Some residents who qualify for food assistance in the state of Michigan will have to comply with new work requirements that are in effect as of Oct. 1.
Certain federal work requirements for able-bodied adults ages 18 to 49 without dependents go back into effect beginning with the next application for assistance or case eligibility redetermination following Oct. 1, 2018.
Able-bodied individuals may only receive food assistance benefits for up to three months within a 36-month period without meeting these work requirements.
How does an able-bodied individual meet the work requirements?
There are three ways an individual can meet the time limit work requirements:
- Work an average of at least 20 hours per week each month in unsubsidized, self and/or in-kind employment.
- Participate 20 hours per week in an approved employment and training program, averaged monthly (available in select counties only).
- Participate in community service by volunteering at a nonprofit organization.
You may be exempt from meeting work requirements if you meet any of the following federal criteria:
- Are physically or mentally unable to work.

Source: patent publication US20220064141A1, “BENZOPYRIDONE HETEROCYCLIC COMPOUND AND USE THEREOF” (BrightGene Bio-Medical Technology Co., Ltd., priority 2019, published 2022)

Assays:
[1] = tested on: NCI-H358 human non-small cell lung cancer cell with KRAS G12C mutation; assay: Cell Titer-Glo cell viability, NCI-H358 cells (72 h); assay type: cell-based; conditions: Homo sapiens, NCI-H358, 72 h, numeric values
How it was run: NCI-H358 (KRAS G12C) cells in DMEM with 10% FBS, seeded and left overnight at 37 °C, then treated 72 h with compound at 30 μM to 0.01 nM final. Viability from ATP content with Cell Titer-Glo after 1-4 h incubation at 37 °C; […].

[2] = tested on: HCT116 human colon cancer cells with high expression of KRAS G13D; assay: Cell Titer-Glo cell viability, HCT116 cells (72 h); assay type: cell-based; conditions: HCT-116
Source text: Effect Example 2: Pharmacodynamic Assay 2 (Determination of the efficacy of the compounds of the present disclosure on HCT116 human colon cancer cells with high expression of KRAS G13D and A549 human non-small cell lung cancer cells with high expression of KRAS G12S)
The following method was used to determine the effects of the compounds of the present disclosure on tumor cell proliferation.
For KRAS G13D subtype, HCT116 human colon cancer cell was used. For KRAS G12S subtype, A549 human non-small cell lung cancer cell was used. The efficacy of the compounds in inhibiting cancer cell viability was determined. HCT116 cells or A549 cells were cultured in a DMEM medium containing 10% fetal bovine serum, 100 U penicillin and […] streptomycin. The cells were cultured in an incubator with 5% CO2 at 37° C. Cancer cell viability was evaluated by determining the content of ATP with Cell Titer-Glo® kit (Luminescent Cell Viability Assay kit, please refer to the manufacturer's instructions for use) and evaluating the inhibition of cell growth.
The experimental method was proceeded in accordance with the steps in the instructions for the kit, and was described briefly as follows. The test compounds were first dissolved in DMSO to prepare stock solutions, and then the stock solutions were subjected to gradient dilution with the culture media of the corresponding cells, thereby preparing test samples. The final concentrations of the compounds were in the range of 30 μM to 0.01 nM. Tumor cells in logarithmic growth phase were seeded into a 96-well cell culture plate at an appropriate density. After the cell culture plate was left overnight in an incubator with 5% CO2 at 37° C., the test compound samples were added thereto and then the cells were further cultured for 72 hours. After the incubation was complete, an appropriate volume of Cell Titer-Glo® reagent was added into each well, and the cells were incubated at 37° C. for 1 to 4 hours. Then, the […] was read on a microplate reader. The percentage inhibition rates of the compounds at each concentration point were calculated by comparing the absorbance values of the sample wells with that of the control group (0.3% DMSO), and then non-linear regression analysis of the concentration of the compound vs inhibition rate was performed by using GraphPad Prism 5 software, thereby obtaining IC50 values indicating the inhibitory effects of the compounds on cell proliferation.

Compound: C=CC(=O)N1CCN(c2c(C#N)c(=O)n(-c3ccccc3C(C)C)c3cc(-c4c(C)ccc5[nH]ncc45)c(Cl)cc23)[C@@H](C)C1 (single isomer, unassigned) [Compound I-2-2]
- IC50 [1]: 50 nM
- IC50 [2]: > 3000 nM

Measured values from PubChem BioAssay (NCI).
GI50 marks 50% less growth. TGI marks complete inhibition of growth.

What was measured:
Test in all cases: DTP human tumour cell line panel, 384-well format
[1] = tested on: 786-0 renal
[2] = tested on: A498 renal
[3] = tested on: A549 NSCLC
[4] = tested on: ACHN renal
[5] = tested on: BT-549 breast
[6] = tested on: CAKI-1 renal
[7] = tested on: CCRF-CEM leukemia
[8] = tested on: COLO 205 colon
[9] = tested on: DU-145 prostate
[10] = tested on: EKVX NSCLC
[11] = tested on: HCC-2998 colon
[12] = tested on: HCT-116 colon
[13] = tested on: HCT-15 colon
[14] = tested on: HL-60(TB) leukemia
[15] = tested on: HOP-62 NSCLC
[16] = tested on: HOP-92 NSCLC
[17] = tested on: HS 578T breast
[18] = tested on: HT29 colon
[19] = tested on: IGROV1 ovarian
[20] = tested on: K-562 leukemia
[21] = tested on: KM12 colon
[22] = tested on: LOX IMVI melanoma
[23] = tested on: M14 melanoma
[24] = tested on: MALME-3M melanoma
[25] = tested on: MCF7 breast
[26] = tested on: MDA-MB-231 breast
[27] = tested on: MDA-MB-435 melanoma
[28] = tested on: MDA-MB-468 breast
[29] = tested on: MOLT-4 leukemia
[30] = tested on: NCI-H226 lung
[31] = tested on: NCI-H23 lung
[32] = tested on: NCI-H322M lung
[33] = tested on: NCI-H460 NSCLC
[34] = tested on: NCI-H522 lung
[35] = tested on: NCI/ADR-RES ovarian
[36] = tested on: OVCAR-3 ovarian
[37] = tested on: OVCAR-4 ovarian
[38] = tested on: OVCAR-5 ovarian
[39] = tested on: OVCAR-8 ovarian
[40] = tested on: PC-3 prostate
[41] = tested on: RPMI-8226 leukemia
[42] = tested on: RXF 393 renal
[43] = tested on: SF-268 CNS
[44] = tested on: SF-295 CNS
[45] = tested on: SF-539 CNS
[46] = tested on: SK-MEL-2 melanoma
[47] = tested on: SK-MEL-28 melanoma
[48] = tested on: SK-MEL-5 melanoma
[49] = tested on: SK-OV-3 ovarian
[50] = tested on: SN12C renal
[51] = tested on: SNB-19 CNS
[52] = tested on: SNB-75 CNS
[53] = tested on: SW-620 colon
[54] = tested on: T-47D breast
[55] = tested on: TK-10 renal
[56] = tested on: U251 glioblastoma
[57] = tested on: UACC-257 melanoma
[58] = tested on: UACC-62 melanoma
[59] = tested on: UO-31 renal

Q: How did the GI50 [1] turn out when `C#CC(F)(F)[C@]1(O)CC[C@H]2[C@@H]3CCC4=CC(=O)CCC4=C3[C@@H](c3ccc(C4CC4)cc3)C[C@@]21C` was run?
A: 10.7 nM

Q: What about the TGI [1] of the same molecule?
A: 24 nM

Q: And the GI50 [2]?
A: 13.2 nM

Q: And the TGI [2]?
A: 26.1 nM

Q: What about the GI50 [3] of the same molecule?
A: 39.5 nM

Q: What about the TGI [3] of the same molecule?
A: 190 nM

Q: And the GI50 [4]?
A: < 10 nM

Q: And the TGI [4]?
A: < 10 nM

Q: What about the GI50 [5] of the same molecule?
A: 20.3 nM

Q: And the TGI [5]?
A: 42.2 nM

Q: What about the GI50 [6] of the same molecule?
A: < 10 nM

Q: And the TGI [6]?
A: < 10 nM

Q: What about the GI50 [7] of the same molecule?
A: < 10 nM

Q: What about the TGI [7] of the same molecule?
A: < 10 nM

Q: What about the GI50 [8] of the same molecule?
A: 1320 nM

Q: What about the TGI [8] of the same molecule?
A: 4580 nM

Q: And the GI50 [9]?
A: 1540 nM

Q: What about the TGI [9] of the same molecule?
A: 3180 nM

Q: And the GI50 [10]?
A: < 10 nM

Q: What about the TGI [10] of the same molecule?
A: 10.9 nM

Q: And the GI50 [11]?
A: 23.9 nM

- Receive Retirement, Survivors and Disability Insurance due to disability or blindness, or receives Supplemental Security Income or State Disability Assistance.
- Are pregnant.
- Receive or are an applicant for unemployment benefits.
- Participate in a drug or alcohol treatment and rehabilitation program.
- Attend training or college at least half-time and meet the student eligibility criteria to receive food assistance.
- Care for an incapacitated person or a child under age 6 (they do not have to live with you).
- Reside in a household with a child under
- age 18.
How does an able-bodied individual prove they are meeting work requirements?
- An able-bodied individual meeting the work requirements through unsubsidized, self and/or in-kind employment must provide income verification as directed by MDHHS.
- An able-bodied individual participating in an Education and Training program will have their participation verified by a partner agency (available in select counties only).
- An able-bodied individual must show proof of completing community service hours by turning in a completed Community Service Activity Report every month to avoid interruptions in benefits.
What else should I know?
An able-bodied individual can participate in a combination of unsubsidized employment and an employment and training program, but cannot combine either with community service to meet the minimum hour requirement.
The three months of benefits available without meeting an able-bodied individual exemption or deferral is cumulative, so participants can use their three months at any time during the 36-month time period. The non-working months do not have to be consecutive.
All participants will be able to receive benefits for another three months within a 36-month period without meeting the work requirements through Jan. 1, 2020, no matter when they enroll in the Food Assistance Program prior to this date.